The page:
Wednesday, March 14, 2012

Dreamscapes, or Briere finally frees himself from drought

by Bob Herpen
Phanatic Hockey Editor

Danny Briere put an end to his epic 23-game goal drought last night with an empty netter in the Flyers' 3-0 win over the Devils.

For a player who is expected to produce, it was one of the most curious dry spells in team history, approaching the madness that was a 28-game streak suffered by Josef Beranek from December of 1993 to March of 1994.

Sure, Kent Manderville had his own epic failure -- a 122-game drought to be exact from October of 1999 through February of 2001 -- but he was a fourth-liner whose main job was to provide defensive coverage and not all of those empty scoresheets came with Philadelphia.

I can't help but wonder what he was thinking the whole time, or what his gray matter worked up when he went to sleep at night as the games piled on each other, side by each, with nothing but hollow numbers to show for it.

We do know what he said he felt in the postgame: “Relief, probably. I think that was a perfect example of some who’s not playing with a lot of confidence on the first shot. Ninety-nine percent of the time, I would have faked a shot and gone around the defensemen, but I was so nervous, I tried to rush it, just like I’ve been the last few games. Hopefully now I can relax a little bit and start scoring more goals. It was frustrating lately, especially when the chances were there."

French Canadians are traditionally marked by their Catholicism and the attendant superstitions and rituals which define the faith and the culture.

One glaring example, demonstrated by Ken Dryden in his seminal work "The Game," was the tendency for players from Quebec in that generation to curse using terms associated with the Church: the tabernacle and the chalice were two of the most popular epithets.

But within the fabric of the province are the separate set of beliefs which exist outside religion, like old wives tales that are not endemic to just one ethnic group.

One of those is the power of dreams to influence reality: if one wishes and dreams for happiness, then it follows that misfortune awaits in the waking world. Same goes for the reverse.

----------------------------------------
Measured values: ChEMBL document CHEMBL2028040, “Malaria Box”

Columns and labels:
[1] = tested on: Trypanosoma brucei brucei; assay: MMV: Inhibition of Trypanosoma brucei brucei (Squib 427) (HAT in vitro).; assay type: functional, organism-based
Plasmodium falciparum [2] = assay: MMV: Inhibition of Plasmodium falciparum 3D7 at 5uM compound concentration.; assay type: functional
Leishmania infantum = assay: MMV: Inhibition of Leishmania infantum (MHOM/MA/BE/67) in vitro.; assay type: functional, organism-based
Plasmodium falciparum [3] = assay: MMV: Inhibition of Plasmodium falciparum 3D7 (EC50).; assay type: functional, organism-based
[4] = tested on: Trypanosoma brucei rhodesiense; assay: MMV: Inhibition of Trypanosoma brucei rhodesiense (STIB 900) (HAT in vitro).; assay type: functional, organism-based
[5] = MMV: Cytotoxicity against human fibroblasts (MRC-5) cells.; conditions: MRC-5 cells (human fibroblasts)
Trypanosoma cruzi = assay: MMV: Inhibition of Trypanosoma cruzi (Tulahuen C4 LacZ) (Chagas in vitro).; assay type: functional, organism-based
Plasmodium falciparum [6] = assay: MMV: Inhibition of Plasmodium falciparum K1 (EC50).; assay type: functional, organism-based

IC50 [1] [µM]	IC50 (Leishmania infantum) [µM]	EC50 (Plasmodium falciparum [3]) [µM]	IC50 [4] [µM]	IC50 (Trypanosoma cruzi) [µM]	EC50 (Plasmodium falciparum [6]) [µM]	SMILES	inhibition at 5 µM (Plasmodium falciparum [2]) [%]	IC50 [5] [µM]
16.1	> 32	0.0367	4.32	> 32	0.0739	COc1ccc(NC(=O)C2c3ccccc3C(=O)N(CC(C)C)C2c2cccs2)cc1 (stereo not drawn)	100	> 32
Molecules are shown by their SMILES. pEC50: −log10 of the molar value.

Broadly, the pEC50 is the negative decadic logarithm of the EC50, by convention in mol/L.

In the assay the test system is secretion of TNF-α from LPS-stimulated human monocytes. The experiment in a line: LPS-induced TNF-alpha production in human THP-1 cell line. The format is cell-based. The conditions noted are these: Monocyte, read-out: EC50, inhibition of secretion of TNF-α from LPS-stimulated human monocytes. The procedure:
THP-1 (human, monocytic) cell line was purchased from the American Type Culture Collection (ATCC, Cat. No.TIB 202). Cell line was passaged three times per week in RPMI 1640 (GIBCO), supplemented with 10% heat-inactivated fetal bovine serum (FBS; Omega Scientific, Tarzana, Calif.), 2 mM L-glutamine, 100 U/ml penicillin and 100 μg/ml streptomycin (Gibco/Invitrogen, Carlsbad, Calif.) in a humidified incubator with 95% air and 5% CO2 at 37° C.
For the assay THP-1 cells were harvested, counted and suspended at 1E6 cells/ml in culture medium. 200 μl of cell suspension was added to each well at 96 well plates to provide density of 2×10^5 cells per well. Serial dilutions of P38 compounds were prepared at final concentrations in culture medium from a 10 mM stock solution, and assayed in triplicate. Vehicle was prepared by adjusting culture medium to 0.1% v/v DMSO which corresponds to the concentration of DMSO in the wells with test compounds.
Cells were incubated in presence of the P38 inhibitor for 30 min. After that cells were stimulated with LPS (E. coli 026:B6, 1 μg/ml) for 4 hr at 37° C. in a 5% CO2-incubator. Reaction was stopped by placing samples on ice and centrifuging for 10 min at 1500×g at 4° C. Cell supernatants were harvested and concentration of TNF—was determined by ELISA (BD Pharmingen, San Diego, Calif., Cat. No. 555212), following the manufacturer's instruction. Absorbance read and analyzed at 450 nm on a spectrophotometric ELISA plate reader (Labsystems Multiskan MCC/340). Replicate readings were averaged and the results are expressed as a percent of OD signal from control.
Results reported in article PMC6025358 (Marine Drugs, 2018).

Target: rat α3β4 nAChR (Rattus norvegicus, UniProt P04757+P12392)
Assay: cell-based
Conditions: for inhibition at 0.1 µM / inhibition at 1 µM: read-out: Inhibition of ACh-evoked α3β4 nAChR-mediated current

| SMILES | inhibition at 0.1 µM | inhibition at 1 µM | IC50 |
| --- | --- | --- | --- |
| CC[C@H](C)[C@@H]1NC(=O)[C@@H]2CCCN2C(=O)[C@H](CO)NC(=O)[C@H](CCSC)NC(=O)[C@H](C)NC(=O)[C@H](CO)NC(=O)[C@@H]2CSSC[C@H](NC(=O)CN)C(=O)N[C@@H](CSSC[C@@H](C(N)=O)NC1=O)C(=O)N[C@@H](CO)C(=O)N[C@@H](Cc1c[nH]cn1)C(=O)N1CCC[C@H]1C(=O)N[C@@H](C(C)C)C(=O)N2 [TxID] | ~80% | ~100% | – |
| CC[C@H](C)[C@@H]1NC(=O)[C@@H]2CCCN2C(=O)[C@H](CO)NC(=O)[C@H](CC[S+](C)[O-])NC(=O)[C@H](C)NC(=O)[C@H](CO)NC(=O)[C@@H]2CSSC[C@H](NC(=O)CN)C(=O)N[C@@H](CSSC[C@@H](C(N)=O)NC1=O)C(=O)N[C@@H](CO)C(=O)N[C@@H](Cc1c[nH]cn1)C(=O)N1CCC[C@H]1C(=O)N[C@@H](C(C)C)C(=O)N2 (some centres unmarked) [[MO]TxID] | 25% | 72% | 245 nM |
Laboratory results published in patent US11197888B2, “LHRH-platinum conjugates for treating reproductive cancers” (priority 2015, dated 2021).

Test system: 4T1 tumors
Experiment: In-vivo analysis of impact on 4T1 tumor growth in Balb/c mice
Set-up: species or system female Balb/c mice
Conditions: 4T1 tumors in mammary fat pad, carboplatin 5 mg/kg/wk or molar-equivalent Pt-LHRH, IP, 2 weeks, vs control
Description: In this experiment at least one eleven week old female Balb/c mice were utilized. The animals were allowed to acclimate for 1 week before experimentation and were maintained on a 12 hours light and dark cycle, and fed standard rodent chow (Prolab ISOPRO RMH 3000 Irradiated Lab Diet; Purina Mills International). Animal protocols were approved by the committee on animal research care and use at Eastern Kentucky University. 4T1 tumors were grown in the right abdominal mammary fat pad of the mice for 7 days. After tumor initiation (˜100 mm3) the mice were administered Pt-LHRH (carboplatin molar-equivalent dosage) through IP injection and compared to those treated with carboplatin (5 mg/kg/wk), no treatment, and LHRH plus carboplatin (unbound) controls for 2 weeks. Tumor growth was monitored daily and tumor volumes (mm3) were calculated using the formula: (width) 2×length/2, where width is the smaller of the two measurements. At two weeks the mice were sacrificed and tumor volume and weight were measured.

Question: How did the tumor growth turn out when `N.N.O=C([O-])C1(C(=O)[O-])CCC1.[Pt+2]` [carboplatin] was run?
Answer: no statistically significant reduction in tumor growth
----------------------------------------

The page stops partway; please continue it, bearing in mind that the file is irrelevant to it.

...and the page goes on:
So I hope that towards the end of this unfortunate run, which began on January 8 in Ottawa, Briere tapped into his roots and started working up horrible, horrible nightmares where he failed to score for the rest of the season.

If he did manage to effectively control his dreams, let's hope at some point recently there was one about his contract being voided and being sent to the minors permanently. Or that there was a Hellfire and damnation speech from head coach Peter Laviolette, who instead turned in one of the most assuring talks with his veteran winger, and to whom Briere paid tribute:

“Yes, you know what, I’ll be honest with you guys. Peter had a pretty good talk yesterday. Gave me a lot of confidence with the talk that we had. I have to give him a lot of credit for the way he made me feel coming into tonight’s game. It was a good feeling. (He was) (j)ust trying to tell me to stay with it. Good things were gonna happen if you worked the right way and keep creating chances, at some point, it’s gonna work out.”

It didn't come without some hand-wringing, as a Jakub Voracek almost didn't decide to be a good teammate and try to hit the empty net himself as the clock ticked down inside five minutes left in regulation. Briere admitted he owed Voracek a dinner for that fateful pass.

Given this new wrinkle, would it kill Briere to start dreaming of a last-place finish in the Atlantic, or first-round sweep at the hands of the Devils followed by a severe roster gutting?

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